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Western Press Review: Iraq Agrees To Inspections And The Free Press As A Tool To Combat Global Poverty

Prague, 14 November 2002 (RFE/RL) -- Much of the Western press today focuses on Iraq's acceptance of United Nations Resolution 1441, which calls for renewed weapons inspections and the eventual surrender of all weapons of mass destruction. After an initial rejection of the resolution by the Iraqi parliament on 12 November, President Saddam Hussein unconditionally agreed to the UN's terms yesterday. Iraq now has until 8 December to fully disclose all of its weapons programs. Other topics today include a chance for peace in the Middle East, Russia's ongoing military campaign in Chechnya, and why a free press is key to overcoming global poverty.


Britain's "The Daily Telegraph" says Iraq's acceptance yesterday of United Nations Resolution 1441 has now made it subject to "much more stringent" weapons inspections than ever before. The UN Security Council has given the UN Monitoring, Verification, and Inspection Commission (UNMOVIC) the "authority to enter eight presidential compounds previously out of bounds, to remove Iraqi scientists and officials from the country to interview them, and to declare exclusion zones in which ground and aerial movement is suspended."

The resolution states that by 8 December, Baghdad must fully disclose all of its programs to develop weapons of mass destruction (WMD). The paper says at that point, Iraqi President Saddam Hussein "can either continue to maintain that he has no WMD programs," or he can "admit to some material and hope to keep the rest hidden."

Much depends on "the determination and intelligence-gathering capabilities of UNMOVIC," the paper says. "However, Saddam knows that lying and obstruction could put him in material breach of his obligations and thereby furnish a casus belli" for the U.S. to declare war.


A "Stratfor" (Strategic Forecasting) commentary today remarks that Iraq's media have produced almost no coverage of the Iraqi parliament's rejection earlier this week of the new UN resolution on arms inspections. "This silence in the media is extremely significant," says "Stratfor." "It means that the vote was primarily for external consumption, rather than an indication of Iraqi President Saddam Hussein's real intentions. The point of the parliament vote was to set the stage for negotiations with the Security Council rather than to signal what likely would be immediate war."

The commentary says the media's silence is also interesting in that it could indicate that Saddam Hussein "has concerns about how the Iraqi public would react to news of imminent war. Normally, creating a sense of intensifying crisis would both prepare the public psychologically for all eventualities and would signal solidarity between public and state. Hussein's decision not to publicize the rejection could mean that he has some serious concerns about public attitudes."


"The New York Times" says Iraqi President Saddam Hussein's decision yesterday to unconditionally readmit a new UN weapons inspections team means that any U.S.-led military campaign against Iraq "has been put off at least until international weapons inspectors can get into place in Baghdad and test the regime's willingness to cooperate." The paper says this is "welcome news" for the aim of destroying Iraq's arsenal and any programs for developing nuclear weapons. Although the U.S. administration remains skeptical that the Iraqi leader will comply with all the inspectors' demands, the editorial says it must give inspections "a proper chance to work."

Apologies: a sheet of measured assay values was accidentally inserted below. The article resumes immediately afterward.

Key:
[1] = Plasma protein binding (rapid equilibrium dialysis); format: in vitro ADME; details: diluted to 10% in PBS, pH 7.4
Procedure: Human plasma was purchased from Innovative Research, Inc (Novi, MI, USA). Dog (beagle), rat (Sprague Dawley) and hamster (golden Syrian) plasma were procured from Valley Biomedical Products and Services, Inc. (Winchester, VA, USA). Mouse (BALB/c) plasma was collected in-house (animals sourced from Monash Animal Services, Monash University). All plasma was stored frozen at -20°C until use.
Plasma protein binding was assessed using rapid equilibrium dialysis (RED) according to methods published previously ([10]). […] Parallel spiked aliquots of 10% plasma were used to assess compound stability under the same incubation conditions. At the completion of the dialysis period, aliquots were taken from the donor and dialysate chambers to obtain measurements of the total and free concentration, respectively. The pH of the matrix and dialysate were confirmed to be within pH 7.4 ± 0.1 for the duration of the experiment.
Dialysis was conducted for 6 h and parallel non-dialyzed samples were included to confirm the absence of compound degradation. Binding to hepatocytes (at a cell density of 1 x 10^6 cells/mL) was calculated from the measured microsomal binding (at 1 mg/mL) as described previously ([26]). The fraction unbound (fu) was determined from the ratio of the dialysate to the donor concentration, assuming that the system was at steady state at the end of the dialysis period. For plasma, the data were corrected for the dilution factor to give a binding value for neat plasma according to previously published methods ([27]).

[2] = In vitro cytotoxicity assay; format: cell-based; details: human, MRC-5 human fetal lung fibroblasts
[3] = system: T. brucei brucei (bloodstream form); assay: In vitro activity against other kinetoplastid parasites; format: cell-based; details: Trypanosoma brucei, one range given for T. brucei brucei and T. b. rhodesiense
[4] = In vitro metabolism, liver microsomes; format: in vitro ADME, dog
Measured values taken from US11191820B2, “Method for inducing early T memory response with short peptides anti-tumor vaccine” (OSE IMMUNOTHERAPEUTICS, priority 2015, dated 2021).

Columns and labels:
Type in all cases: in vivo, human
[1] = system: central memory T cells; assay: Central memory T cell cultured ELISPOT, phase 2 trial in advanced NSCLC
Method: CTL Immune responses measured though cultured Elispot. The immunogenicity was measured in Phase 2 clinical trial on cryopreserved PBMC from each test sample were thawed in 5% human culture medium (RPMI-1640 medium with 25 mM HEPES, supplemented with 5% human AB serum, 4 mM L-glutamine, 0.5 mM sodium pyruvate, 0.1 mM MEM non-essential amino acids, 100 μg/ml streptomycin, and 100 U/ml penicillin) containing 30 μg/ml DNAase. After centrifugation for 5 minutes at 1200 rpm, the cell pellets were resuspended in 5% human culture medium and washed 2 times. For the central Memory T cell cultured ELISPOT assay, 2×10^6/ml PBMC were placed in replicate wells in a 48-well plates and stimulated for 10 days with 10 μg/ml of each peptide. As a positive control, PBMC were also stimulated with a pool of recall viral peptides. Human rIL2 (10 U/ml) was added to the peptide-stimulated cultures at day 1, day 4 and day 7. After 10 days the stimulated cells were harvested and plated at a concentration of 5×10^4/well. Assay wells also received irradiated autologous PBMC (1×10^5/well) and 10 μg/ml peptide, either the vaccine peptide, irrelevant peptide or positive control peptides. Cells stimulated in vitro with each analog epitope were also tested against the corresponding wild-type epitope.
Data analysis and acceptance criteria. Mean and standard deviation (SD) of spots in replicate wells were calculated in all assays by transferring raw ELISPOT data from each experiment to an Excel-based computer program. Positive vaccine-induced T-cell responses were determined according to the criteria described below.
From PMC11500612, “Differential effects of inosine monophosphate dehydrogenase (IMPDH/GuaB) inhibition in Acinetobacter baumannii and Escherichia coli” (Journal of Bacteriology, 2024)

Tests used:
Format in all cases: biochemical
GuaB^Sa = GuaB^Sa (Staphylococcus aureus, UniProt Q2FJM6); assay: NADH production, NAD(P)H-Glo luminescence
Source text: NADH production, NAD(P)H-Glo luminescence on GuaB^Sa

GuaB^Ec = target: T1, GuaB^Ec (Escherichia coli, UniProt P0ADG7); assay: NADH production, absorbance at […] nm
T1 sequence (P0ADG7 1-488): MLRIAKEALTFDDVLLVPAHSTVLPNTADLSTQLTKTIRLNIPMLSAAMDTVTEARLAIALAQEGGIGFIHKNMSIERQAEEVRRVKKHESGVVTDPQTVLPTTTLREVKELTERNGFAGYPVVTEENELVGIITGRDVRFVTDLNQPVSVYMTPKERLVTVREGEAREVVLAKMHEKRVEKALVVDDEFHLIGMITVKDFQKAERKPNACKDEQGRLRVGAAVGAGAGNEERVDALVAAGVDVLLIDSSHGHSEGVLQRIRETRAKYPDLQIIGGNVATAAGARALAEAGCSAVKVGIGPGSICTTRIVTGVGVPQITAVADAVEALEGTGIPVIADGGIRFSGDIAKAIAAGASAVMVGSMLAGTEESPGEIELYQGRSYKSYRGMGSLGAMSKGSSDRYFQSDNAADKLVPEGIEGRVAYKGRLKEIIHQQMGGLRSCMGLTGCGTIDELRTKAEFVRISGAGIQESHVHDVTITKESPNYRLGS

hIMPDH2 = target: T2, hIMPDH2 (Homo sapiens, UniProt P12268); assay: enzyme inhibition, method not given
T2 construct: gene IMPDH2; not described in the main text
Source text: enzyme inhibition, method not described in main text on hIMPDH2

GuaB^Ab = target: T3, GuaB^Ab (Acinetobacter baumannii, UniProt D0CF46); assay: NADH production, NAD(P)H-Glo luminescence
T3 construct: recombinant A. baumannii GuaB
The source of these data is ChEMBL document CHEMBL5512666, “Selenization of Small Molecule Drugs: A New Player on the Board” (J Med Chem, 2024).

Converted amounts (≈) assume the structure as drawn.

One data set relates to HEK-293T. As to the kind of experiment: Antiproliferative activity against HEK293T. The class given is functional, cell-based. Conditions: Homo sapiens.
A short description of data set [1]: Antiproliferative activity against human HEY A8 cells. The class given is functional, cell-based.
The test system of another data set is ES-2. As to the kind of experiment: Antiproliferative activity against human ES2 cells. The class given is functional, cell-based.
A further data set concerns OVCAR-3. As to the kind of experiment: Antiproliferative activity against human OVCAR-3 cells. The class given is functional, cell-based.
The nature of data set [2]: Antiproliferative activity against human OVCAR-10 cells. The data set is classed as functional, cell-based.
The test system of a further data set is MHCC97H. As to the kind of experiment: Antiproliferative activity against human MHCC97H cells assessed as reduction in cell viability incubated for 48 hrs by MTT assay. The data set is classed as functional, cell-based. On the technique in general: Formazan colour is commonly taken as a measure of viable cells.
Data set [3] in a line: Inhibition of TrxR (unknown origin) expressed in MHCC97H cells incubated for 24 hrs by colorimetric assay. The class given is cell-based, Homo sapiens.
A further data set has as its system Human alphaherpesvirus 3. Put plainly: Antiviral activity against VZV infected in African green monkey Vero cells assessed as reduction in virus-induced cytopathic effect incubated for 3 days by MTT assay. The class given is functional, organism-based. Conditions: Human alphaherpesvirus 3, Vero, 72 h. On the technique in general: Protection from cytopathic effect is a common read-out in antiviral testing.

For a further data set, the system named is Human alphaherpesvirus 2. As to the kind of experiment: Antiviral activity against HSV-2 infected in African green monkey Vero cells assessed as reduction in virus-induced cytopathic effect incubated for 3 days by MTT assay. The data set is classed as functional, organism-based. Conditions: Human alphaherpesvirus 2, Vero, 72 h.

"The New York Times" goes on to discuss a recently surfaced audio tape containing a message to the U.S. and its allies, allegedly from Osama bin Laden. In the tape, bin Laden reportedly links Russia's campaign in Chechnya to "a long list of Muslim grievances, including East Timor and the sanctions on Iraq." Yet the paper calls it "most unlikely" that bin Laden was at all linked to the Moscow hostage taking last month. Bin Laden's mention of Chechnya was merely another attempt to persuade the Muslims of the world, "from East to West, to view contemporary history as an anti-Muslim plot." The editorial urges action to prevent what it calls bin Laden's brand of "propaganda from falling on fertile soil."


Daniel Broessler in the "Sueddeutsche Zeitung" criticizes Russian President Vladimir Putin for his policy in Chechnya and his suppression of a free press in Russia.

Referring to Putin's latest vitriolic speech against Chechen rebels issued during this week's EU-Russia summit, the commentary says, "Putin did not lose his role, he found it." In the final analysis, he is just as much opposed to rebels in Chechnya as to freedom of the press. That is why he has adopted strict limits for the media's reporting on so-called antiterrorist operations. Putin is not only pursuing Russian intervention in Chechnya but is suppressing reports about the campaign.

Broessler says these latest developments place a special responsibility on the West. Since there is hardly a word of criticism of the Kremlin's Caucasus policy at home, the condemnation should be all the louder abroad. It is shameful that it took Chechen terror aimed at Russians to turn Western attention once more to the war in Chechnya.

Putin's doctrine of declaring that Russia is fighting terrorism in Chechnya, that Russian soldiers are defending Christian values in the Caucasus, and that criticism of the Kremlin is aiding and abetting Al-Qaeda is leading the West toward "self delusion," says Broessler. In these circumstances the West cannot consider Russia a genuine ally. A negotiated peace in Chechnya and freedom of the press are essential prerequisites for a valid alliance.